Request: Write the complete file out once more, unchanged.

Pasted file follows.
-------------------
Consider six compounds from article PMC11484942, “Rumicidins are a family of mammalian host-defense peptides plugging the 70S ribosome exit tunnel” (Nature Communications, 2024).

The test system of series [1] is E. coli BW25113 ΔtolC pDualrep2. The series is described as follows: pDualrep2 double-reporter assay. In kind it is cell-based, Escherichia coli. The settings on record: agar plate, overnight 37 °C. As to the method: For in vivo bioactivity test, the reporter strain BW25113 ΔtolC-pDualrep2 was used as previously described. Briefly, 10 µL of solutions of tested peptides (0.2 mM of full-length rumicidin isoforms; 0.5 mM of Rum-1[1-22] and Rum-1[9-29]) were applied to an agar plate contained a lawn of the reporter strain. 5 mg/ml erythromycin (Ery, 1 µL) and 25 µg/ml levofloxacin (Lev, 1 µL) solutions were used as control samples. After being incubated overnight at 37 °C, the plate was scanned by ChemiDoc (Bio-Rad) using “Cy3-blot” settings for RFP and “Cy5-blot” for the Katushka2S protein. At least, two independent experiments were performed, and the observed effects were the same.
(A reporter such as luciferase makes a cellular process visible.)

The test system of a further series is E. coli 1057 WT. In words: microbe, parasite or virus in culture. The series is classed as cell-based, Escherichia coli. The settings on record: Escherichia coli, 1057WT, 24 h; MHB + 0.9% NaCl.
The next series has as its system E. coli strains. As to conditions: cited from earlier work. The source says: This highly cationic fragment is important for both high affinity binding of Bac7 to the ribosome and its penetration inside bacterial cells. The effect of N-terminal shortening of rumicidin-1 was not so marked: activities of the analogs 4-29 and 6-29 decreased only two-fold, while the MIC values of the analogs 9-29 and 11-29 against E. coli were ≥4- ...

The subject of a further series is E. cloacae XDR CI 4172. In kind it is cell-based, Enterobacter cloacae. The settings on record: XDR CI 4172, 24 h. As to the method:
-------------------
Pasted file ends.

Consider six compounds from article PMC11484942, “Rumicidins are a family of mammalian host-defense peptides plugging the 70S ribosome exit tunnel” (Nature Communications, 2024).

The test system of series [1] is E. coli BW25113 ΔtolC pDualrep2. The series is described as follows: pDualrep2 double-reporter assay. In kind it is cell-based, Escherichia coli. The settings on record: agar plate, overnight 37 °C. As to the method: For in vivo bioactivity test, the reporter strain BW25113 ΔtolC-pDualrep2 was used as previously described. Briefly, 10 µL of solutions of tested peptides (0.2 mM of full-length rumicidin isoforms; 0.5 mM of Rum-1[1-22] and Rum-1[9-29]) were applied to an agar plate contained a lawn of the reporter strain. 5 mg/ml erythromycin (Ery, 1 µL) and 25 µg/ml levofloxacin (Lev, 1 µL) solutions were used as control samples. After being incubated overnight at 37 °C, the plate was scanned by ChemiDoc (Bio-Rad) using “Cy3-blot” settings for RFP and “Cy5-blot” for the Katushka2S protein. At least, two independent experiments were performed, and the observed effects were the same.
(A reporter such as luciferase makes a cellular process visible.)

The test system of a further series is E. coli 1057 WT. In words: microbe, parasite or virus in culture. The series is classed as cell-based, Escherichia coli. The settings on record: Escherichia coli, 1057WT, 24 h; MHB + 0.9% NaCl.
The next series has as its system E. coli strains. As to conditions: cited from earlier work. The source says: This highly cationic fragment is important for both high affinity binding of Bac7 to the ribosome and its penetration inside bacterial cells. The effect of N-terminal shortening of rumicidin-1 was not so marked: activities of the analogs 4-29 and 6-29 decreased only two-fold, while the MIC values of the analogs 9-29 and 11-29 against E. coli were ≥4- ...

The subject of a further series is E. cloacae XDR CI 4172. In kind it is cell-based, Enterobacter cloacae. The settings on record: XDR CI 4172, 24 h. As to the method: